Mania Grade: A
0 Comments | Add
Rate & Share:
- Art Rating: A
- Packaging Rating: A-
- Text/Translatin Rating: A
- Age Rating: 13 & Up
- Released By: TOKYOPOP
- MSRP: 9.99
- Pages: 192
- ISBN: 1-59532-208-6
- Size: B6
- Orientation: Right to Left
Planetes Vol. #04A
By Jarred Pine
October 08, 2005
Release Date: November 01, 2004
Translated by:Yuki Nakamura
Adapted by:What They Say
An attack on the U.S. in orbital space may trigger a series of events that will bring the world to the brink of another war--with space as the battleground. The amount of debris created by such a conflict could spell the end for the careers on the DS-12. Did someone say, 'anti-war activism'? The Review
As space starts to become a war zone, Fee awakens that wolf inside of her that will put her right on the frontlines of the battle, fighting to stop this war from creating the feared Kessler Syndrome.Packaging:
The cover looks quite fantastic with sharp, bright colors on the matte finish. What is a little odd is that while the original illustration from the Japanese tankubon was used, the scene depicted does not happen until the next volume due to TOKYOPOP splitting this final volume into two releases. However, the 30+ pages of translated supplemental material at the back of the book is very much appreciated, and something that the hard sci-fi fans will definitely enjoy.
The print reproduction is a little rough at the beginning, with a few smudges on the pages. Overall, I thought the tones were also a little on the dark side, more so in the first chapter. Included in this first printing are 12 color pages that look very nice on thick pages.Art:
Yukimura’s artwork continues to be quite solid. Character designs are very strong with a realistic style. I find myself amazed at times at just how real the facial expressions and eyes feel to me. The panels are also rich with exquisite detail and background artwork. I also got a big kick out of the visual gags with the KFC inspired Colonel Sanders and the pompadour sporting “alien”.Text/SFX:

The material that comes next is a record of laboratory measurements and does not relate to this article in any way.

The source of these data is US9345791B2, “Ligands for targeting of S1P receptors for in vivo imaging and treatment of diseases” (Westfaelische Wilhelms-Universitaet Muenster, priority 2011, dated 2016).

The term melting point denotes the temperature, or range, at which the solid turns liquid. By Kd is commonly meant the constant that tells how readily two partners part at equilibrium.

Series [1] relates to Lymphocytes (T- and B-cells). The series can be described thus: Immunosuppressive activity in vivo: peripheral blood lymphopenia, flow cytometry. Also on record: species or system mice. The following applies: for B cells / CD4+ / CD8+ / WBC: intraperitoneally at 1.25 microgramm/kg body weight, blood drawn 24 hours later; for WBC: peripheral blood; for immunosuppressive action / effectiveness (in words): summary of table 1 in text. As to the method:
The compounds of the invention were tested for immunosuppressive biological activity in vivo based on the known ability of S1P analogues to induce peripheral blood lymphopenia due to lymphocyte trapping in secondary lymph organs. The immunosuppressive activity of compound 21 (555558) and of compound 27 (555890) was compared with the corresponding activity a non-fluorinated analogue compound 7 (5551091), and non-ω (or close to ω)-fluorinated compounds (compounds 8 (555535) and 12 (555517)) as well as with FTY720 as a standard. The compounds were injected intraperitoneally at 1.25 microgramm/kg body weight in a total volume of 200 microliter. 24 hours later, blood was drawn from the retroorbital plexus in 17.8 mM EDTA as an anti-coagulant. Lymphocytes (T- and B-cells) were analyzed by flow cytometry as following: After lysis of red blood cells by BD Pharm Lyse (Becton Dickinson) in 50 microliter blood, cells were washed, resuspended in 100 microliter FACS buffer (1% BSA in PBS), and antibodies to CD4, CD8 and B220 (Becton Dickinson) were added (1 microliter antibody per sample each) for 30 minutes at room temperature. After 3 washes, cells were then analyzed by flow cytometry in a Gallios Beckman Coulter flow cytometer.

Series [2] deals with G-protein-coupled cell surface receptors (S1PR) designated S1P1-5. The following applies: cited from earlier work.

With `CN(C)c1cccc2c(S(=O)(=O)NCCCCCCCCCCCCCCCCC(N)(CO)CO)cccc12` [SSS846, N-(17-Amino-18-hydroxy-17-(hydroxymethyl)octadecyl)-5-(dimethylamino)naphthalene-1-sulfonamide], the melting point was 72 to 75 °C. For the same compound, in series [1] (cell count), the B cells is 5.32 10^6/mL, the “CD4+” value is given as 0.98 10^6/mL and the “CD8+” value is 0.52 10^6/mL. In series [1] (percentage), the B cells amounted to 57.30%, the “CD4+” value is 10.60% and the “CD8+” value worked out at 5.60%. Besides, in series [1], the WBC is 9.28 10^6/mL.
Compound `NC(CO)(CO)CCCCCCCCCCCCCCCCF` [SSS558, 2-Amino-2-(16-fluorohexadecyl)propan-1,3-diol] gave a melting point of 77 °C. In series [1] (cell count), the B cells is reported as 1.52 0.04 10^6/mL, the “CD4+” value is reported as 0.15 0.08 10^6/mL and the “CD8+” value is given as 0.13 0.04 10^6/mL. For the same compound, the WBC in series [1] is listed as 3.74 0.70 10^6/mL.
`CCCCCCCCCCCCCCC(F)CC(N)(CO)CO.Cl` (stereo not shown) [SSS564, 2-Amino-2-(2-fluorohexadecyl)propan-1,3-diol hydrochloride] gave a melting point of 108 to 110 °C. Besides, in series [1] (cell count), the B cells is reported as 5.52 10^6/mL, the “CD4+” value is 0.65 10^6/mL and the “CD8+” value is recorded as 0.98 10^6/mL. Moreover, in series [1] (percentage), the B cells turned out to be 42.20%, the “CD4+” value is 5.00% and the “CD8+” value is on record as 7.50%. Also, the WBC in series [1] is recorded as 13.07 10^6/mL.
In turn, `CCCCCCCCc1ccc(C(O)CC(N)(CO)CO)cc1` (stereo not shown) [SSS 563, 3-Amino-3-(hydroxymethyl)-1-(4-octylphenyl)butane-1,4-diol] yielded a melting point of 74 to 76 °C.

SFX are not translated. I appreciate not touching the great artwork, but I did find myself needing to know the SFX on a couple of occasions, so a glossary would have been appreciated. There are subbed editor’s notes and signs in the margins.
The translation continues to be quite solid, with no errors or problems that were apparent in earlier volumes. I especially enjoyed how the Baron’s dialogue was handled in the first chapter, as though the language he was speaking was not his native one.Contents (Watch out spoilers ahead):
The Von Braun may be on its way to Jupiter, but life must go on as normal as everyone continues to do deal with mankind pushing their boundaries in space. It has been two years since the Von Braun accident on the Lunar surface, but Werner Locksmith still has to deal with anger from the victims’ families as well as his own personal demons. Fee has become quite complacent and apathetic as a pilot of the DS-12, taking orders without asking questions no matter what the debris might be. When a US transport ship is attacked by another nation’s orbital mine, Fee finds herself on the borders of a budding space war that will undoubtedly created the ill-fated Kessler Syndrome. Fee now is left with a choice to either ignore those events outside of her control, or awaken that wolf inside of her and fight back for a cause that she believes in.